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Lives of Girls Who Became Famous Sarah Knowles Bolton

Baroness Burdett-Coutts

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When the inhabitants of Girvan, Scotland, were in distress, she advanced a large sum to take all the needy families to Australia. Here in America we talk every now and then of forming societies to help the poor to leave the cities and go West, and too often the matter ends in talk; while here is a woman who forms a society in and of herself, and sends the suffering to any part of the world, expecting no money return on the capital used. To see happy and contented homes grow from our expenditures is such an investment of capital as helps to bring on the millennium.

When the people near Skibbereen, Ireland, were in want, she sent food, and clothing, and fishing-tackle, to enable them to carry on their daily employment of fishing. She supplied the necessary funds for Sir Henry James' topographical survey of Jerusalem, in the endeavor to discover the remains of King Solomon's temple, and offered to restore the ancient aqueduct, to supply the city with water. Deeply interested in art, she has aided many struggling artists. Her homes also contain many valuable pictures.

The heart of the Baroness seems open to distress from every clime. In 1877, when word reached England of the suffering through war of the Bulgarian and Turkish peasantry, she instituted the "Compassion Fund," by which one hundred and fifty thousand dollars in money and stores were sent, and thousands of lives saved from starvation and death. For this generosity the Sultan conferred upon her the Order of Medjidie, the first woman, it is said, who has received this distinction.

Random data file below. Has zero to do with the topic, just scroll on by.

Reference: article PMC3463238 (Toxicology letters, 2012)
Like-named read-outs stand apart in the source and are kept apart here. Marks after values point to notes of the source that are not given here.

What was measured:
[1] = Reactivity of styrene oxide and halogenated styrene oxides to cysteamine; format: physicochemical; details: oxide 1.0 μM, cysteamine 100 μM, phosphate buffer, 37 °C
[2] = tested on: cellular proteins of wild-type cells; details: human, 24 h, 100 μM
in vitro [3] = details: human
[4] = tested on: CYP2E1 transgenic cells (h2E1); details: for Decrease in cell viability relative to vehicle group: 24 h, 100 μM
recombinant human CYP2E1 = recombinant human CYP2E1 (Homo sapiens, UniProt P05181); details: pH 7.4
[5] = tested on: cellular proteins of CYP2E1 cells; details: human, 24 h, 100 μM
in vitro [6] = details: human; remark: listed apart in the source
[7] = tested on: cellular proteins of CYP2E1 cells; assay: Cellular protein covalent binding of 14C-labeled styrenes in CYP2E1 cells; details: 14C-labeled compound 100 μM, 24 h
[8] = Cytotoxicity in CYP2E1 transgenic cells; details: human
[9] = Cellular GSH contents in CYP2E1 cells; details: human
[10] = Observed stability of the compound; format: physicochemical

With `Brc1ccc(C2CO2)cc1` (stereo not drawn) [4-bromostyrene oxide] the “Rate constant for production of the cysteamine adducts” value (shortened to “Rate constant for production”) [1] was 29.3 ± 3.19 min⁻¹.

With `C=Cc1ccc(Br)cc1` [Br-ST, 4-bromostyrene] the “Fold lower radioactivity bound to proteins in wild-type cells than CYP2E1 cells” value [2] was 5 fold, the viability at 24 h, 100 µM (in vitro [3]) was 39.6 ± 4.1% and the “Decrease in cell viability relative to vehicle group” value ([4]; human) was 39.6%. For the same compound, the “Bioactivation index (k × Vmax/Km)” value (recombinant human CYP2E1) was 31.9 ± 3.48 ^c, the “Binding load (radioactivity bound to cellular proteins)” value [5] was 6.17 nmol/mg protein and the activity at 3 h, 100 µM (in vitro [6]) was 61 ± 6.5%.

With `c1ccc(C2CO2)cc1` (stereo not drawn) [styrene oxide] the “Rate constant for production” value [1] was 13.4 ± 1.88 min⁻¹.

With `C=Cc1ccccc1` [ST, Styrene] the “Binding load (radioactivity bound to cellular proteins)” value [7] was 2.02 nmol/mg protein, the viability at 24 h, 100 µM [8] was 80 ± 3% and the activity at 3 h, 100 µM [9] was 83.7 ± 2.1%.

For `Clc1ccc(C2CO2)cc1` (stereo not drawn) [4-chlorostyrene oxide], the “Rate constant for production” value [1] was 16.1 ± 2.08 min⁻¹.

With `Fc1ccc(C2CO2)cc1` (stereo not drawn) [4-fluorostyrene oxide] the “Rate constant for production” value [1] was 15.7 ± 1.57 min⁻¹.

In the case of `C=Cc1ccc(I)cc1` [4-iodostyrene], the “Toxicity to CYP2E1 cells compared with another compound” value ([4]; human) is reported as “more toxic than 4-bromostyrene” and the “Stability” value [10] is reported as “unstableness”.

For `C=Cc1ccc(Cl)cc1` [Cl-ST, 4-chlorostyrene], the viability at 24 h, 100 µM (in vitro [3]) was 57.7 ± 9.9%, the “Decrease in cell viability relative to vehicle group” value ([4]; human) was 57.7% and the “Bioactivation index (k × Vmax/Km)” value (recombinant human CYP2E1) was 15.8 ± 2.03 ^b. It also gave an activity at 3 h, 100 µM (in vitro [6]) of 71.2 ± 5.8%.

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In all this benevolence she has not overlooked the animal creation. She has erected four handsome drinking fountains: one in Victoria Park, one at the entrance to the Zoological Gardens in Regent's Park, one near Columbia Market, and one in the city of Manchester. At the opening of the latter, the citizens gave Lady Burdett-Coutts a most enthusiastic reception. To the unique and interesting home for lost dogs in London, she has contributed very largely. If the poor animals could speak, how would they thank her for a warm bed to lie on, and proper food to eat!

Her private gifts to the poor have been numberless. Her city house, I Stratton Street, Piccadilly, and her country home at Holly Lodge, Highgate, are both well known. When, in 1868, the great Reform procession passed her house, and she was at the window, though half out of sight, says a person who was present, "in one instant a shout was raised. For upwards of two hours and a half the air rang with the reiterated huzzas--huzzas unanimous and heart-felt, as if representing a national sentiment."

At Holly Lodge, which one passes in visiting the grave of George Eliot at Highgate Cemetery, the Baroness makes thousands of persons happy year by year. Now she invites two thousand Belgian volunteers to meet the Prince and Princess of Wales, with some five hundred royal and distinguished guests; now she throws open her beautiful gardens to hundreds of school-children, and lets them play at will under the oak and chestnut trees; and now she entertains at tea all her tenants, numbering about a thousand. So genial and considerate is she that all love her, both rich and poor. She has fine manners and an open, pleasant face.

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Lives of Girls Who Became Famous
Sarah Knowles Bolton

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